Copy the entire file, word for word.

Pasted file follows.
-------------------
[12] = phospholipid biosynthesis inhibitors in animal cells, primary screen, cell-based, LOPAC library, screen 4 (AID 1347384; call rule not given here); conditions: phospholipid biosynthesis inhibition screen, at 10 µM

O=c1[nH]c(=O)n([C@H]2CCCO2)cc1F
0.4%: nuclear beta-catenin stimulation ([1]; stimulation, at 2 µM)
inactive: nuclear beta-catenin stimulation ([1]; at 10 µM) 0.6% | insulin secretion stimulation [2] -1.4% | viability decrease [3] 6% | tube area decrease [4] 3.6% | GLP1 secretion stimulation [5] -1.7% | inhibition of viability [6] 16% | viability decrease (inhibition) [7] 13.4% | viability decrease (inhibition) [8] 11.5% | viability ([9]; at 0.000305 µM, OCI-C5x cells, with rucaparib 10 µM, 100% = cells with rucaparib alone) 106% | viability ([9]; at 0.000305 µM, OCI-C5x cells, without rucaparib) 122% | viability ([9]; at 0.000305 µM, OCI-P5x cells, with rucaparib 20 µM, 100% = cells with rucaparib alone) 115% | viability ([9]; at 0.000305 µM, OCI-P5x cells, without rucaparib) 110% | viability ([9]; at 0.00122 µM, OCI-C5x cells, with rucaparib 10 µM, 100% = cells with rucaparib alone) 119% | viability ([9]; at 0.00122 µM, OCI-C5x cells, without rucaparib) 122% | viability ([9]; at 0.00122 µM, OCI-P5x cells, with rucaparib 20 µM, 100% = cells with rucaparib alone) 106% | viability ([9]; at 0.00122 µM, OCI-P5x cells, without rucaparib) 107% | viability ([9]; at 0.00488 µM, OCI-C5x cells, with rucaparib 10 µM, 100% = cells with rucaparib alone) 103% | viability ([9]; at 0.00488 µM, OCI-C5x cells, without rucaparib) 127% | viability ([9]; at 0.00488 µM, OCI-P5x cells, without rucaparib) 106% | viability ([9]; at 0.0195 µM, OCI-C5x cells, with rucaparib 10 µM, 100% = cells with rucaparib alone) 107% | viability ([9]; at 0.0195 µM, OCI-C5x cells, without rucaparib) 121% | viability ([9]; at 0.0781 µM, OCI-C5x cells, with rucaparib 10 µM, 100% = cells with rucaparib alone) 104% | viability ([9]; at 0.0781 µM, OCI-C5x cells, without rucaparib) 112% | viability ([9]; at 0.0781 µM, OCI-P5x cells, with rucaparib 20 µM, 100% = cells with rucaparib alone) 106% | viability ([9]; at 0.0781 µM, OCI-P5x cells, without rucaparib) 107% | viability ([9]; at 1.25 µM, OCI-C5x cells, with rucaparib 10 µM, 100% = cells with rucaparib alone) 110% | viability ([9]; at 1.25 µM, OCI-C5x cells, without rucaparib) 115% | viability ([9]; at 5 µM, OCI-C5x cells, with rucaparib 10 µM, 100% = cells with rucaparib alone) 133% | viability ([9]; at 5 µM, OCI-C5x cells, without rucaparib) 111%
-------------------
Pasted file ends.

[12] = phospholipid biosynthesis inhibitors in animal cells, primary screen, cell-based, LOPAC library, screen 4 (AID 1347384; call rule not given here); conditions: phospholipid biosynthesis inhibition screen, at 10 µM

O=c1[nH]c(=O)n([C@H]2CCCO2)cc1F
0.4%: nuclear beta-catenin stimulation ([1]; stimulation, at 2 µM)
inactive: nuclear beta-catenin stimulation ([1]; at 10 µM) 0.6% | insulin secretion stimulation [2] -1.4% | viability decrease [3] 6% | tube area decrease [4] 3.6% | GLP1 secretion stimulation [5] -1.7% | inhibition of viability [6] 16% | viability decrease (inhibition) [7] 13.4% | viability decrease (inhibition) [8] 11.5% | viability ([9]; at 0.000305 µM, OCI-C5x cells, with rucaparib 10 µM, 100% = cells with rucaparib alone) 106% | viability ([9]; at 0.000305 µM, OCI-C5x cells, without rucaparib) 122% | viability ([9]; at 0.000305 µM, OCI-P5x cells, with rucaparib 20 µM, 100% = cells with rucaparib alone) 115% | viability ([9]; at 0.000305 µM, OCI-P5x cells, without rucaparib) 110% | viability ([9]; at 0.00122 µM, OCI-C5x cells, with rucaparib 10 µM, 100% = cells with rucaparib alone) 119% | viability ([9]; at 0.00122 µM, OCI-C5x cells, without rucaparib) 122% | viability ([9]; at 0.00122 µM, OCI-P5x cells, with rucaparib 20 µM, 100% = cells with rucaparib alone) 106% | viability ([9]; at 0.00122 µM, OCI-P5x cells, without rucaparib) 107% | viability ([9]; at 0.00488 µM, OCI-C5x cells, with rucaparib 10 µM, 100% = cells with rucaparib alone) 103% | viability ([9]; at 0.00488 µM, OCI-C5x cells, without rucaparib) 127% | viability ([9]; at 0.00488 µM, OCI-P5x cells, without rucaparib) 106% | viability ([9]; at 0.0195 µM, OCI-C5x cells, with rucaparib 10 µM, 100% = cells with rucaparib alone) 107% | viability ([9]; at 0.0195 µM, OCI-C5x cells, without rucaparib) 121% | viability ([9]; at 0.0781 µM, OCI-C5x cells, with rucaparib 10 µM, 100% = cells with rucaparib alone) 104% | viability ([9]; at 0.0781 µM, OCI-C5x cells, without rucaparib) 112% | viability ([9]; at 0.0781 µM, OCI-P5x cells, with rucaparib 20 µM, 100% = cells with rucaparib alone) 106% | viability ([9]; at 0.0781 µM, OCI-P5x cells, without rucaparib) 107% | viability ([9]; at 1.25 µM, OCI-C5x cells, with rucaparib 10 µM, 100% = cells with rucaparib alone) 110% | viability ([9]; at 1.25 µM, OCI-C5x cells, without rucaparib) 115% | viability ([9]; at 5 µM, OCI-C5x cells, with rucaparib 10 µM, 100% = cells with rucaparib alone) 133% | viability ([9]; at 5 µM, OCI-C5x cells, without rucaparib) 111%